21.1 To assist in mitigating more serious workplace
injury and illness the department will reimburse the cost of medical
treatments, generally up to the value of $400 within a 12-month period, for
reported incidents of work-related injuries. On each occasion, the
practitioner must attest that the treatment was given in response to a
work-related injury. This course of action does not remove or restrict an
employee’s entitlement to claim workers’ compensation.
Health and Wellbeing Subsidy
21.2 Employees will be paid a taxable Health and
Wellbeing subsidy in August each year, to assist with costs associated with,
but not limited to:
(a) influenza vaccinations;
(b) corrective lenses for screen-based equipment;
(c) health and fitness activities;
(d) professional memberships or subscriptions; and
(e) airline lounge memberships.
21.3 The amount of the subsidy will be:
(a) $600 for an ongoing employee;
(b) $500 for a non-ongoing (temporary) employee; and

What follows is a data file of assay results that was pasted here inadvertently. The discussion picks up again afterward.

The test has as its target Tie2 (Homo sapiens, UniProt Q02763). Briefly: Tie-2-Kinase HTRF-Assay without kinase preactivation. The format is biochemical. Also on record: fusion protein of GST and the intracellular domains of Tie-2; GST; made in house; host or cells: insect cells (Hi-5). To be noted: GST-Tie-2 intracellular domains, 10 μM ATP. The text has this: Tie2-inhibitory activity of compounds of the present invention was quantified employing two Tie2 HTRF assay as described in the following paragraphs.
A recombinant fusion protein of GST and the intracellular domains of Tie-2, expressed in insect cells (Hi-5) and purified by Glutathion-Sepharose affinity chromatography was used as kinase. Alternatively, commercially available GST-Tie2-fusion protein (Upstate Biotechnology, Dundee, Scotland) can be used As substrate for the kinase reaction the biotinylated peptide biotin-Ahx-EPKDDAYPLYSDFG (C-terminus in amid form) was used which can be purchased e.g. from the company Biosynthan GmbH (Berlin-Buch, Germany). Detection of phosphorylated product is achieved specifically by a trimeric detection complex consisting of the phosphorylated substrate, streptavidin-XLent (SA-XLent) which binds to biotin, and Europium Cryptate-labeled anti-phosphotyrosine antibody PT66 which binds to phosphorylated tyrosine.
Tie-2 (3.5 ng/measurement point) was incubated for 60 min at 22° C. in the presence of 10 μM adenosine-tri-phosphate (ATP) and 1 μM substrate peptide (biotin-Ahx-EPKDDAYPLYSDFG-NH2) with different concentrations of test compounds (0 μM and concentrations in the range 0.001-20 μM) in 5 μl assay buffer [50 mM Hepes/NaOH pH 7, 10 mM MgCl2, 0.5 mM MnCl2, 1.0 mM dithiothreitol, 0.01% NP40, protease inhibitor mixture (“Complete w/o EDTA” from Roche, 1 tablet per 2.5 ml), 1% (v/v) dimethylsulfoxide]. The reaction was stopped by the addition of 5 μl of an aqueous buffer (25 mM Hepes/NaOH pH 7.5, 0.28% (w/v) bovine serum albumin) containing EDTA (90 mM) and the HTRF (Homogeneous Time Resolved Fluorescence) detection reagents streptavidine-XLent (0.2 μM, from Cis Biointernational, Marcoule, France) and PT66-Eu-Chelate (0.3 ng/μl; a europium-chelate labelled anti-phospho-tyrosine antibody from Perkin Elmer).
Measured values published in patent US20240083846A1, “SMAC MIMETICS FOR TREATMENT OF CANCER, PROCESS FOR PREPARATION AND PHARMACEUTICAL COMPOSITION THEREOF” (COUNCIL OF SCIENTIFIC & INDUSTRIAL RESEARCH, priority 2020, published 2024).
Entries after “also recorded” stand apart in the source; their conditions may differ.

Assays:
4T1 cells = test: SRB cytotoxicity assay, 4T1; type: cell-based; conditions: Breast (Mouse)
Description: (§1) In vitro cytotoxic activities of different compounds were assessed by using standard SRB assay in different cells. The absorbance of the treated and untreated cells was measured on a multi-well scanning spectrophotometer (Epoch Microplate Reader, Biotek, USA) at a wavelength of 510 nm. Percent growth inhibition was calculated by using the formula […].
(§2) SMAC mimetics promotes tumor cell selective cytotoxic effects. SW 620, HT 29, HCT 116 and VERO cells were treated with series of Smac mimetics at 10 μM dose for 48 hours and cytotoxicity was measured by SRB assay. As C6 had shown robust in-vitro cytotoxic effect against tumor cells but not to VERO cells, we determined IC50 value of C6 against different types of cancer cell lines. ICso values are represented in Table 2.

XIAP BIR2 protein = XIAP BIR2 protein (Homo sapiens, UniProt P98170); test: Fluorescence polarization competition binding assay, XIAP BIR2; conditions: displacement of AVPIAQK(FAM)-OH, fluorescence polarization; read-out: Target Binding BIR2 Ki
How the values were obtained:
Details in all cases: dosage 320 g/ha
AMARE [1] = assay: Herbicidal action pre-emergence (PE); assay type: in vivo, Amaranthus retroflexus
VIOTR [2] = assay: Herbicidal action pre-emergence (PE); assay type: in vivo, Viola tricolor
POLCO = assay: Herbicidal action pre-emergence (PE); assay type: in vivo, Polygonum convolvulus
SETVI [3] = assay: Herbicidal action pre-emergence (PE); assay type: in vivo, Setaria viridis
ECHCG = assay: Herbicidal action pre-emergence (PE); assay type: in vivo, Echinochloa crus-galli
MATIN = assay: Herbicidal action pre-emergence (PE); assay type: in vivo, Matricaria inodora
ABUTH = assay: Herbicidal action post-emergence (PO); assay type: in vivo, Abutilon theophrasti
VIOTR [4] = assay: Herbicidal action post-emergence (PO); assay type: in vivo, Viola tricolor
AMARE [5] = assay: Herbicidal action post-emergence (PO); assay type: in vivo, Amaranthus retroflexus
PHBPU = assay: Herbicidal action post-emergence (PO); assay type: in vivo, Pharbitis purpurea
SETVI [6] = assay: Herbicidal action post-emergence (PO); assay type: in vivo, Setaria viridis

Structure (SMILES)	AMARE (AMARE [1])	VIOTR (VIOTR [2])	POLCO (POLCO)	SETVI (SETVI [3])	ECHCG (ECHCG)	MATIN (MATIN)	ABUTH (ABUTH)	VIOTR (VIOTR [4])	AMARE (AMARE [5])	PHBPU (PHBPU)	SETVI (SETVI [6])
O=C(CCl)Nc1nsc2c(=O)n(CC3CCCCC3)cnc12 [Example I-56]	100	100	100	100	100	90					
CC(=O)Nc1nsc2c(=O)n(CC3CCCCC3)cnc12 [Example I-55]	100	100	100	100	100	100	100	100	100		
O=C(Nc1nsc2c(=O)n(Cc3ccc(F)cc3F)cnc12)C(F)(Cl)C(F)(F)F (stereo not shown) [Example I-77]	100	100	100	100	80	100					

(c) $400 for a sessional or casual employee.
21.4 Ongoing employees who commence part-way through
the year (August to July) will receive a pro rata payment on commencement.
21.5 Non-ongoing (temporary) employees, including sessional
or casual employees, who are employed as at 1 August will receive a pro rata
payment based on the remaining period of their employment contracts.
21.6 Non-ongoing (temporary) employees, including
sessional or casual employees, who commence employment after 1 August will
receive a pro rata payment of the subsidy (based on the length of their
employment contracts) at the commencement of each employment contract,
including extensions, up to a maximum of the subsidy.
22.1 The department will provide employees with access
to a confidential, professional counselling service, at no cost to employees.
Employees may have unlimited access to the service for support in resolving work-related
matters and generally up to three sessions for support in resolving personal
23.1 The provisions of clauses 23.2 to 23.31 apply to
ongoing employees who are excess to the requirements of the department. They
do not apply to:
(a) an employee whose period of probation has not
(b) a non-ongoing (temporary) employee.
23.2 For the purposes of this Agreement, an employee
is excess to the requirements of the department if:
(a) the employee has a classification at which there
is a greater number of employees than is necessary for the efficient and
cost-effective operations of the department; or